He notes that millennials are driving this shift. Their relationship with privacy is radically different from those of the generations preceding them - though digitally nonchalant, they are prudish in person.

"Millennials don't like to get naked - if you go to the gym now, everyone under 30 will put their underwear on under the towel, which is a massive cultural shift."

As gym designers are adapting, so are condominium developers. "They want their own changing rooms and bathrooms, even in a couple."

The same instinct is driving the renewed boom in so-called accessory apartments, typically a second, studio home purchased by wealthy couples in the same luxury development where they live, so that boomeranging 20somethings can enjoy full privacy when moving back in with mum and dad.

Even when they live with peers, these new privacy preferences are changing the layout of apartments, according to Ms Teresa Ruiz of SB Architects. "We're seeing a shift in household formation, with a lot of co-habitation by renters," she says.

For one local developer, Avalon, she says the average age of a renter is 30 years old, with an average income of US$300,000. "The private space they want may be smaller, but they want a larger unit as a whole, so we're making two bedrooms with a den and an extra bathroom." Translation: They will share a sofa, but are squeamish if ever asked to split the sink.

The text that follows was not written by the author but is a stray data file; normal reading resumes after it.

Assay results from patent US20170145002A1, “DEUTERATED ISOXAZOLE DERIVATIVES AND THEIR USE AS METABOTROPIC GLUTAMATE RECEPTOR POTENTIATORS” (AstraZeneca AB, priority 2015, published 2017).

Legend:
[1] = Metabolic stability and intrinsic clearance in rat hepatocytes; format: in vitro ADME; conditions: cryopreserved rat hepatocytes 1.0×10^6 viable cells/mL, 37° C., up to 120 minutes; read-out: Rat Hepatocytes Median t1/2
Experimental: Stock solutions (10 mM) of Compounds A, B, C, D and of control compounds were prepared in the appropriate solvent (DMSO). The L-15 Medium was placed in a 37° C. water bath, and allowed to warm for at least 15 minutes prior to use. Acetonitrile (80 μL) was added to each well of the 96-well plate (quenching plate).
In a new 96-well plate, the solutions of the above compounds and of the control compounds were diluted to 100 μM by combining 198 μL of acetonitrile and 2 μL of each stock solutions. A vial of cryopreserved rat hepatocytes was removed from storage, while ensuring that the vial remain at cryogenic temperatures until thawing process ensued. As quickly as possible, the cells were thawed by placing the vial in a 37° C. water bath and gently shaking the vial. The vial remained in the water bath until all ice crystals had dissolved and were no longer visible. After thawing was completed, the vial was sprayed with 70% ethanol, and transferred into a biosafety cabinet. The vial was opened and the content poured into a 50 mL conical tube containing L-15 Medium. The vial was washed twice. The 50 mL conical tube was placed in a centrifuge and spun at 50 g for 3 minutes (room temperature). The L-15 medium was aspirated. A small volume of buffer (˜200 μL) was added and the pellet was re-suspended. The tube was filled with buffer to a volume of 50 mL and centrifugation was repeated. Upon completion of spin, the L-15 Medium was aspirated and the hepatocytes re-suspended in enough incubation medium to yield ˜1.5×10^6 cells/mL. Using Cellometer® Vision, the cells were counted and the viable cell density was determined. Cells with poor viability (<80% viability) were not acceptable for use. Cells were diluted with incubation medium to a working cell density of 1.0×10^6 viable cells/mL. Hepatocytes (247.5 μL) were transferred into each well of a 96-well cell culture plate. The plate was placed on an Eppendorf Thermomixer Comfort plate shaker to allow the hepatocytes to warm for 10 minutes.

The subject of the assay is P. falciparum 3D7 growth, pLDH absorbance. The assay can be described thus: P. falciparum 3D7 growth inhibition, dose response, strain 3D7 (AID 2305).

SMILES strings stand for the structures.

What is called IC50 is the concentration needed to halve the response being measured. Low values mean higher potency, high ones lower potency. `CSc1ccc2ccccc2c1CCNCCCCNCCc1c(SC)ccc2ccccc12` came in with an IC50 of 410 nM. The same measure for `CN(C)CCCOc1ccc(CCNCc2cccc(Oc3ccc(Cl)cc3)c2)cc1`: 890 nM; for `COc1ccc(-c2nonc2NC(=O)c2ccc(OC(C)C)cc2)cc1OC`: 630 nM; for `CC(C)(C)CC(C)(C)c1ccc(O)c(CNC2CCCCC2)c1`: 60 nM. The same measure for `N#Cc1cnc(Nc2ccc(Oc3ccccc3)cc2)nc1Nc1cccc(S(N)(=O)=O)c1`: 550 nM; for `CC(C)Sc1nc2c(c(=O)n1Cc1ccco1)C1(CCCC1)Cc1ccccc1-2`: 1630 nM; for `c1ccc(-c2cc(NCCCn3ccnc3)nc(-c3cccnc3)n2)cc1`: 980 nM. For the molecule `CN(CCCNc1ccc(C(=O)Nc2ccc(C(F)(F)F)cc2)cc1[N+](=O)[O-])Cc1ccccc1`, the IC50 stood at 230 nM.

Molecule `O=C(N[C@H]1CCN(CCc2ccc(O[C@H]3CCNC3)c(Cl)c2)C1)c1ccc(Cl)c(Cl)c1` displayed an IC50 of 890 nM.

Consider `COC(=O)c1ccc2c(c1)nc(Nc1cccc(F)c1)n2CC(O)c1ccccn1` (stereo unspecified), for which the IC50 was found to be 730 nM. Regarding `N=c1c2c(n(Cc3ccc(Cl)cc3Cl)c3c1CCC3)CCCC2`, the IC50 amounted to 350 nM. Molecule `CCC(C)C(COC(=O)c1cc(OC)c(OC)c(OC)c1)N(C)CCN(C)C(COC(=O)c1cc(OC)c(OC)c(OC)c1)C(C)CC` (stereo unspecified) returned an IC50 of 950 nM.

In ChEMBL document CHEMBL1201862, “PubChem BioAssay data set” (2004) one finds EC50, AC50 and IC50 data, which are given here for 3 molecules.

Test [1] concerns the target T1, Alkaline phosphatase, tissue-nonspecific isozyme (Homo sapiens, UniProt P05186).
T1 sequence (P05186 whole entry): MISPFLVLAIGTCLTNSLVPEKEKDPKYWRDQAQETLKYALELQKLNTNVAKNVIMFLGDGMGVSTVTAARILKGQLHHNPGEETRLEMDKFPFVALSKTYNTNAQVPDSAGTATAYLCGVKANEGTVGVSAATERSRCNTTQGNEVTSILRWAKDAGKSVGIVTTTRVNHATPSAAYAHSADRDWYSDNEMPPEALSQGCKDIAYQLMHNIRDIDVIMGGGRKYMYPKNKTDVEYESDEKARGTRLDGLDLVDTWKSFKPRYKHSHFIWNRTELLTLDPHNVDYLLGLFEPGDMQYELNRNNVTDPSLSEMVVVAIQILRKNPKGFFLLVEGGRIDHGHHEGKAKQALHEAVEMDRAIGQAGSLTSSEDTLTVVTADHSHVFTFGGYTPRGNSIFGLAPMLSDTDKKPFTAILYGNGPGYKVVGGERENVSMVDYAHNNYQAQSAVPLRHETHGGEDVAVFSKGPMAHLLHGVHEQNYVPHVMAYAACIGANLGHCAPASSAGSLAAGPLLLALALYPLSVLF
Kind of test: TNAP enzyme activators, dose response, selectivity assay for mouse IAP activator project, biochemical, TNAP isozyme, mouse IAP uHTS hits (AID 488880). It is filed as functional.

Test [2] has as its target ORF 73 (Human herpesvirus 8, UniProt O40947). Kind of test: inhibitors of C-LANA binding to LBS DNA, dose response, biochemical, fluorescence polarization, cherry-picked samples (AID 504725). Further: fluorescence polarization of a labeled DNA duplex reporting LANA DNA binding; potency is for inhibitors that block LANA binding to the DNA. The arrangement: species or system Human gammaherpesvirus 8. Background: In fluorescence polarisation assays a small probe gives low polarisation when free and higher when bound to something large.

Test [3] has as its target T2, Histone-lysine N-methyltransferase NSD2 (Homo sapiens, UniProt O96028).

According to Redscout's Mr Disend, elaborate, centrepiece kitchens, like master suites, are another amenity on the endangered list in high-end homes.

In part, it is because delivery services such as Blue Apron or Amazon Prime Now will minimise the need to store anything but the bare minimum at home, coupled with new amenities such as centralised cooking and catering within a development. Take, for example, architect Rafael Vinoly's 437 Park Avenue residential skyscraper in Manhattan, where Michelin-starred chef Shaun Hergatt will operate a residents-only restaurant, providing the ultimate in luxury takeout.

Mr Disend also identifies the rise of 3D printing as fundamental to this change. "Soon - I'd expect in two or three years' time - you will be able to create specific housewares for a dinner party when you throw it," he says, minimising the need for storage. He has invested directly in 3D printing start-up Othr for exactly these reasons.

 If 3D printers for food ever pass the gimmick phase, future home owners may be able to dispense with the cooking entirely.

And where would you put that printer? Well, an "appliance garage", which Elliman's Mr Kim predicts will replace the open-plan showcase kitchen. "We're recommending appliance garages in our upcoming projects, a place to put your espresso maker, juicer and anything that might clutter the countertop or cause smells."


A version of this article appeared in the print edition of The Straits Times on January 28, 2017, with the headline 'The last of home theatres, master suites and showcase kitchens?'. Print Edition | Subscribe